Capacitive Touch – The Beginning of Tactile Response

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It was during the early 1980s when membrane switches were first gaining popularity as a substitute for traditional mechanical buttons. Early on in their development, membrane switches had minimal features. In fact, most membrane switches did not utilize tactile response for the keys. Early applications for this new technology, such as microwave controls, used audio feedback to signal that a button had been actuated.

By the mid-1980s, keypad manufacturers had developed the process of embedding stainless steel domes withinthe switch offering tactile feedback to the user. Since then, the trend to use tactile devices in industrial and medical devices has exploded.

One industry source approximates that 90% of all membrane switches designed in 2010 incorporate either metal or polydomes to provide the user with a distinct tactile feedback. Designers of interface devices have long been convinced that users wanted and needed a pronounced “click” when engaging a keypad button.

Enter the iPhone

Sociologist undoubtedly will look back at the first two decades of the 21st century and allege how significantly communication changed during this period. No doubt one of the biggest contributors to this change will be the iPhone and it’s smartphone sidekicks.

As of 2012, approximately 1 billion smartphones have been sold worldwide, effectively training a new generation of interface users. What once was considered an inferior interface, the light touch, non-tactile interface of a smartphone is becoming more and more accepted.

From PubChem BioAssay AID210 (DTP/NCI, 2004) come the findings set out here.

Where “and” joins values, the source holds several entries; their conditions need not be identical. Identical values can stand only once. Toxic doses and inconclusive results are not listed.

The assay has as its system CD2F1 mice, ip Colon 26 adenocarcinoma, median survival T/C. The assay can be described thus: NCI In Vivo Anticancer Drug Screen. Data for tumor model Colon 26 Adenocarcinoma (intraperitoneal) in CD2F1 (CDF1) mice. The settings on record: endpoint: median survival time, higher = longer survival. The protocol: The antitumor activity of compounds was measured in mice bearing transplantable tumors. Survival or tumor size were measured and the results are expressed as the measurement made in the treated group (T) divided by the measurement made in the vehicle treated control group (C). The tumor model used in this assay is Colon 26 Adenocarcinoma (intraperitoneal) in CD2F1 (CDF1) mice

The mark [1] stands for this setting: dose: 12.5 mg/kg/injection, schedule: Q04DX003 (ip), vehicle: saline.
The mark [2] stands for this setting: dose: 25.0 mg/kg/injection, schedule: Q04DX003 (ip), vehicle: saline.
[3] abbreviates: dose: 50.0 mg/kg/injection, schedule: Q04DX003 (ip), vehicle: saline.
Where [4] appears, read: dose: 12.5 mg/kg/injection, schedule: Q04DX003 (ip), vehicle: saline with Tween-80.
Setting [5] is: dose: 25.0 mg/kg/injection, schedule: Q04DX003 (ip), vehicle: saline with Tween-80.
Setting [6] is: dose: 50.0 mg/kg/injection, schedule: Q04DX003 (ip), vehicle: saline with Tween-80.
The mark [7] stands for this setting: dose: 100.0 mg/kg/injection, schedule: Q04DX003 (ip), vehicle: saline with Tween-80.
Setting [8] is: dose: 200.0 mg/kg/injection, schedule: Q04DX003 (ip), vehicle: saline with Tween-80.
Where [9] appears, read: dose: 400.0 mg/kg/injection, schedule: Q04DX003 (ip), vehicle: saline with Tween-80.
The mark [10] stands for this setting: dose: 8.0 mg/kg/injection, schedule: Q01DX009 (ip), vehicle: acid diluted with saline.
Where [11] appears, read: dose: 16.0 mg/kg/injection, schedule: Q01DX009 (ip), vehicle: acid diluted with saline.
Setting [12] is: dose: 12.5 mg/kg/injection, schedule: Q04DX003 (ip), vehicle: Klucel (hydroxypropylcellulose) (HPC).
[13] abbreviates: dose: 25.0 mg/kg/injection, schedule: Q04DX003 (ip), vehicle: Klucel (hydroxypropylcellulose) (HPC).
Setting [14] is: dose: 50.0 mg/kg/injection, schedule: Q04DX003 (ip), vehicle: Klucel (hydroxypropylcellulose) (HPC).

The adoption of this sort of interface into industrial applications is already starting to take hold.

Good News for Industrial Product Designers

In an attempt to mimic the popular iPhone interface, many designers are scrambling to determine how they can incorporate such functionality with their products. For some products, the solution is incorporating similar touch screens and their accompanying full color LCD displays.

It is clear, however, that these high cost, volume sensitive components are not economically practical for many applications. In these cases, designers can still echo much of the input feel of an iPhone by using membrane switch technology without the tactile domes. Furthermore, glossy (non-raised), first-surface graphic overlays can be incorporated to further help emulate smart phone interfaces. By employing these features, designers can freshen up their product offerings while still benefiting from the low initial design and tooling costs of this technology.

Whether its help in determining if touch screen technology is right for your company or guidance on how to inexpensively simulate the look and feel of the smartphone, contact us at Dace & Dace, Inc. today!